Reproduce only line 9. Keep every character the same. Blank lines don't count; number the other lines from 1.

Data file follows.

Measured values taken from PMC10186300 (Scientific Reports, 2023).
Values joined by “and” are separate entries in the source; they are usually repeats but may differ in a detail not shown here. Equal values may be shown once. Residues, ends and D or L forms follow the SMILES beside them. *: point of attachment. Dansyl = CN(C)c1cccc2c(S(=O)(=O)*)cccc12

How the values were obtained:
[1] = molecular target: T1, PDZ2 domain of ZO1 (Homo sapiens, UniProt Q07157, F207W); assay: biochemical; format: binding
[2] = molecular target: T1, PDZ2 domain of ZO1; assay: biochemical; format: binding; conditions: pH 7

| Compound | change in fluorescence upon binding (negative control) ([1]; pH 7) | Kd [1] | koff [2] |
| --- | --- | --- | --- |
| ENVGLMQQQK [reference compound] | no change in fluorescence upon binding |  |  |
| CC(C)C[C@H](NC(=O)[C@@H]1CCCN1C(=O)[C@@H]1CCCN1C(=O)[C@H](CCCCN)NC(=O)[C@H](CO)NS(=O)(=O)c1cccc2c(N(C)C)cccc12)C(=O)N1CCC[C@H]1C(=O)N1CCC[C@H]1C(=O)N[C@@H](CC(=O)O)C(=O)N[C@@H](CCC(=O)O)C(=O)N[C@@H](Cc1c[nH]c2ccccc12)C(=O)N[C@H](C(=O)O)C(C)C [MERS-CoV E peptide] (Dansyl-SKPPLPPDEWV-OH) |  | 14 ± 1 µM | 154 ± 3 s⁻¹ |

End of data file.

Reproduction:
| CC(C)C[C@H](NC(=O)[C@@H]1CCCN1C(=O)[C@@H]1CCCN1C(=O)[C@H](CCCCN)NC(=O)[C@H](CO)NS(=O)(=O)c1cccc2c(N(C)C)cccc12)C(=O)N1CCC[C@H]1C(=O)N1CCC[C@H]1C(=O)N[C@@H](CC(=O)O)C(=O)N[C@@H](CCC(=O)O)C(=O)N[C@@H](Cc1c[nH]c2ccccc12)C(=O)N[C@H](C(=O)O)C(C)C [MERS-CoV E peptide] (Dansyl-SKPPLPPDEWV-OH) |  | 14 ± 1 µM | 154 ± 3 s⁻¹ |